“There was just so much soul, I couldn’t help but yell,” said jazz studies major and drummer Anthony Johnson during a particularly sultry performance from a small jazz group during American River College’s second Jazz Clinic on Thursday, featuring Sacramento native and award-winning percussionist Alex Jenkins.
The Jazz Clinic series at ARC provides students of all majors an opportunity to come and interact with music professionals who can teach and constructively critique students’ jazz music performances to help them refine their talents.
The clinic focuses on educating students through practical demonstrations and interactive teaching.
Jenkins, who plays more than 100 gigs a year, enjoys teaching as much as he does playing.
“The teaching and the performing I think of as equal parts. I really love doing both and if I did just one or the other, I don’t think I’d be as happy,” Jenkins said.
“I love the interaction with people and whenever I teach something, I learn a lot from my students. It becomes more like an exchange of information than talking down to them.”
Jenkins won two Sacramento Music Awards in 2005 and 2008 for his work in local music groups, but says he places much more importance on teaching others about music than winning awards.
Jenkins discussed with ARC students how to perfect their technique with percussion and other jazz instruments while defining notes and space when playing jazz. He also gave tips on performing in the form of an analogy.
Jenkins compared jazz to a budding rose bush on a porch at home, saying, “The owner walks by the rose bush every day and barely notices gradual change, but really notices when the rose is fully bloomed.”
“Progression in jazz soloing is an organic process,” Jenkins said.
Johnson, a first semester ARC student who is a member of three jazz ensembles at ARC, has been drumming and playing percussion since he was in sixth grade. While attending the clinic, he drummed with two different jazz music groups in front of Jenkins.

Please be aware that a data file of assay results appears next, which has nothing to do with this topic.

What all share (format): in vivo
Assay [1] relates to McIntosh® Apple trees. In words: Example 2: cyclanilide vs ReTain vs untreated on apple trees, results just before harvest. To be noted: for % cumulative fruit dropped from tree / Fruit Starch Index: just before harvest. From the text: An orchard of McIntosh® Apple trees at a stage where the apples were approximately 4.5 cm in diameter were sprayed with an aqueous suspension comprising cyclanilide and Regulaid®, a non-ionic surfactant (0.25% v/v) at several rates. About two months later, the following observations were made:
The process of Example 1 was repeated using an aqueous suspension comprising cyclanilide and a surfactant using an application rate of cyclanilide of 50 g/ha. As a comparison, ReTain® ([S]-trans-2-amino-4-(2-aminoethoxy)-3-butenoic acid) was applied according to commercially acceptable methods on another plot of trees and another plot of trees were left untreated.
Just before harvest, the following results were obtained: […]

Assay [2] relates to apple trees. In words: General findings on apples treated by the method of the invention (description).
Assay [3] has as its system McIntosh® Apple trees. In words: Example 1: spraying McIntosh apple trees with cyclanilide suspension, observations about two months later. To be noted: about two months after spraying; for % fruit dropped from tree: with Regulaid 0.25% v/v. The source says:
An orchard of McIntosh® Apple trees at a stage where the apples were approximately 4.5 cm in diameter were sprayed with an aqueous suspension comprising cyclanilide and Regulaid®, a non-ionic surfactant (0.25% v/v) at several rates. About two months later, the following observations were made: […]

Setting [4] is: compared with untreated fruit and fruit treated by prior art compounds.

“I really like Alex’s creativeness and I really enjoyed what he said about writing things out and how to practice,” Johnson said.
Jenkins reiterates to his students that practicing jazz drastically improves performance, even for him.
“I practice my a– off still, everyday. I’m either teaching, recording, performing, doing clinics or practicing,” he said. “There’s never a single day that goes by that I’m not doing something with drums.”
Jenkins has traveled to many different countries in the name of learning more about music to take home to his performances and students.
“I think that the greatest education one can have is actually getting as far away from this country as possible. And I mean any country that you’re in. I learned more doing that than anything else in life,” he said.
“It’s really benefited me on many different levels, but … to be able to have the experience of going to Bali has influenced how I teach and how I play.”
Jenkins also encouraged students to support their local music scene saying, “You can see jazz every night of the week in Sacramento.”
This was the last Jazz Clinic of the semester, but the next jazz performance is from the ARC Latin and Studio Jazz Ensembles and the ARC Jazz Collective. They will be performing a tribute to the Gerry Mulligan Concert Jazz Band on Dec. 4 at 7:30 p.m.